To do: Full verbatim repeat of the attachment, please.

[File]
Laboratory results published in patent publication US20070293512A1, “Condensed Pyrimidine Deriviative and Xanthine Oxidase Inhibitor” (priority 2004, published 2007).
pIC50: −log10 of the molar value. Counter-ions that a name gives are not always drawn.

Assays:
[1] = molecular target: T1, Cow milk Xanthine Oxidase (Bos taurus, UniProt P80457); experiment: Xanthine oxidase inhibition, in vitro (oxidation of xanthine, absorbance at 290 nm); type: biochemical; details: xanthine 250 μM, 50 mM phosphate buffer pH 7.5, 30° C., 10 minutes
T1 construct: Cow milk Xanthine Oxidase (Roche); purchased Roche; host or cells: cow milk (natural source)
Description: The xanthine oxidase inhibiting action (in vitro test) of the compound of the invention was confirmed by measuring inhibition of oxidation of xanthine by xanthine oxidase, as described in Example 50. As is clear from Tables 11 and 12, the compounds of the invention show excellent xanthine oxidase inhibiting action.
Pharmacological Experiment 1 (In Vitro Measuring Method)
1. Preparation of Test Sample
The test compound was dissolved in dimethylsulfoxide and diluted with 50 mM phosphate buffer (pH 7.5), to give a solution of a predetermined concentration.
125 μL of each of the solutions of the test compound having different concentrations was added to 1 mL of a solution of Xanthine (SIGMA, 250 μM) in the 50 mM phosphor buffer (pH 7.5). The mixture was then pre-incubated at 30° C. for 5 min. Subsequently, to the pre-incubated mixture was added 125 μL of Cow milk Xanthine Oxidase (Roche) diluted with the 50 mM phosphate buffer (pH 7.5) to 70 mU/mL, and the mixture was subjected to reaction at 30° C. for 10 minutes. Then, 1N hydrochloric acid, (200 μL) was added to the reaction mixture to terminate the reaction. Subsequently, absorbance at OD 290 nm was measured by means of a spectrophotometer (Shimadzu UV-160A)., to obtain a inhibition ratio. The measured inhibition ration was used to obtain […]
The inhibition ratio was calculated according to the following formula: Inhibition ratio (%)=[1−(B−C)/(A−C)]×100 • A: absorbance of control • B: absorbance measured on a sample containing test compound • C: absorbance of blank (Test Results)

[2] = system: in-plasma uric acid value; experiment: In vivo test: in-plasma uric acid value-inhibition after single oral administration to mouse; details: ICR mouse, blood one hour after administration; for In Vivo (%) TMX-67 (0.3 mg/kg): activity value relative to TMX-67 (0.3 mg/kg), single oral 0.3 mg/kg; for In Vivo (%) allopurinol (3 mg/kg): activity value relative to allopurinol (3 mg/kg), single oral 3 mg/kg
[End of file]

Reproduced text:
Laboratory results published in patent publication US20070293512A1, “Condensed Pyrimidine Deriviative and Xanthine Oxidase Inhibitor” (priority 2004, published 2007).
pIC50: −log10 of the molar value. Counter-ions that a name gives are not always drawn.

Assays:
[1] = molecular target: T1, Cow milk Xanthine Oxidase (Bos taurus, UniProt P80457); experiment: Xanthine oxidase inhibition, in vitro (oxidation of xanthine, absorbance at 290 nm); type: biochemical; details: xanthine 250 μM, 50 mM phosphate buffer pH 7.5, 30° C., 10 minutes
T1 construct: Cow milk Xanthine Oxidase (Roche); purchased Roche; host or cells: cow milk (natural source)
Description: The xanthine oxidase inhibiting action (in vitro test) of the compound of the invention was confirmed by measuring inhibition of oxidation of xanthine by xanthine oxidase, as described in Example 50. As is clear from Tables 11 and 12, the compounds of the invention show excellent xanthine oxidase inhibiting action.
Pharmacological Experiment 1 (In Vitro Measuring Method)
1. Preparation of Test Sample
The test compound was dissolved in dimethylsulfoxide and diluted with 50 mM phosphate buffer (pH 7.5), to give a solution of a predetermined concentration.
125 μL of each of the solutions of the test compound having different concentrations was added to 1 mL of a solution of Xanthine (SIGMA, 250 μM) in the 50 mM phosphor buffer (pH 7.5). The mixture was then pre-incubated at 30° C. for 5 min. Subsequently, to the pre-incubated mixture was added 125 μL of Cow milk Xanthine Oxidase (Roche) diluted with the 50 mM phosphate buffer (pH 7.5) to 70 mU/mL, and the mixture was subjected to reaction at 30° C. for 10 minutes. Then, 1N hydrochloric acid, (200 μL) was added to the reaction mixture to terminate the reaction. Subsequently, absorbance at OD 290 nm was measured by means of a spectrophotometer (Shimadzu UV-160A)., to obtain a inhibition ratio. The measured inhibition ration was used to obtain […]
The inhibition ratio was calculated according to the following formula: Inhibition ratio (%)=[1−(B−C)/(A−C)]×100 • A: absorbance of control • B: absorbance measured on a sample containing test compound • C: absorbance of blank (Test Results)

[2] = system: in-plasma uric acid value; experiment: In vivo test: in-plasma uric acid value-inhibition after single oral administration to mouse; details: ICR mouse, blood one hour after administration; for In Vivo (%) TMX-67 (0.3 mg/kg): activity value relative to TMX-67 (0.3 mg/kg), single oral 0.3 mg/kg; for In Vivo (%) allopurinol (3 mg/kg): activity value relative to allopurinol (3 mg/kg), single oral 3 mg/kg